Arguably even more dangerous, though, is the way PFAS levels can accumulate in human beings and other living organisms—a phenomenon known as bioaccumulation. Bioaccumulation is difficult to reverse, too: it can take up to four years for the levels of these compounds to go down by half in the human body. (And thanks to a phenomenon known as biomagnification, animals like human beings and other large mammals that sit at the top of food chains are at the greatest risk of PFAS bioaccumulation.)

Bioaccumulation is difficult to reverse, too: it can take up to four years for the levels of these compounds to go down by half in the human body.

How Are Humans Exposed to PFAS? 

There are several well-established pathways for PFAS exposure among humans. The first and probably the most well-known is through drinking water. Contaminated water was one of the first environmental hazards that alerted the public to the potential dangers of PFAS in 1999, when DuPont was exposed for dumping PFOA into the Ohio River and poisoning the water supply for thousands of Americans.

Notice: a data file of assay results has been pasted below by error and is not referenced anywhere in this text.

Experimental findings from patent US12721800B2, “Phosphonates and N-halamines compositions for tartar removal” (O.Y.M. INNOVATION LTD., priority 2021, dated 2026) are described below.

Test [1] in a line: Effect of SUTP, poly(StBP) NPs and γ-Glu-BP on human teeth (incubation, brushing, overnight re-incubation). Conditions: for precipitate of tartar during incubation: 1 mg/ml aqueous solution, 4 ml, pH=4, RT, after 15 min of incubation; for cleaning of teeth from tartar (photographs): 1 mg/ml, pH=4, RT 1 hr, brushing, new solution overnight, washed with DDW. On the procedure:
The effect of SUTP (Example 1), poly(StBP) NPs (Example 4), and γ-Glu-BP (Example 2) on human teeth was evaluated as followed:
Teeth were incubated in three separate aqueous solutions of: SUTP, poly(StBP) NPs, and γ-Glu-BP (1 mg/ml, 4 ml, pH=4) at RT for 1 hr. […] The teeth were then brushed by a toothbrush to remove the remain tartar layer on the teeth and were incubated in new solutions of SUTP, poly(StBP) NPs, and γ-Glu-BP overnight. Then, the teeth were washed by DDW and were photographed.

In addition to reaching the human body through drinking water, people can also be exposed to the harmful chemicals by eating specific foods with high concentrations of PFAS, including fish. (This exposure pathway is an example of biomagnification at work.) Certain professional occupations—including chemical manufacturing and firefighting, where gear and aqueous film forming foams (AFFF) with high concentrations of the chemicals are used—may also put individuals at heightened risk of PFAS bioaccumulation. 

What Are the Negative Health Effects of PFAS?

There’s still a great deal we don’t know about the long-term health impacts of PFAS exposure. Nevertheless, a growing body of research on the subject does contain some definitive conclusions. There is evidence that sufficient bioaccumulation of PFAS can increase a person’s risk of developing multiple forms of cancer, including kidney, testicular, and prostate. The chemicals can also cause developmental delays in children and adolescents, interfere with the body’s immune system, and disrupt healthy reproductive functioning in women.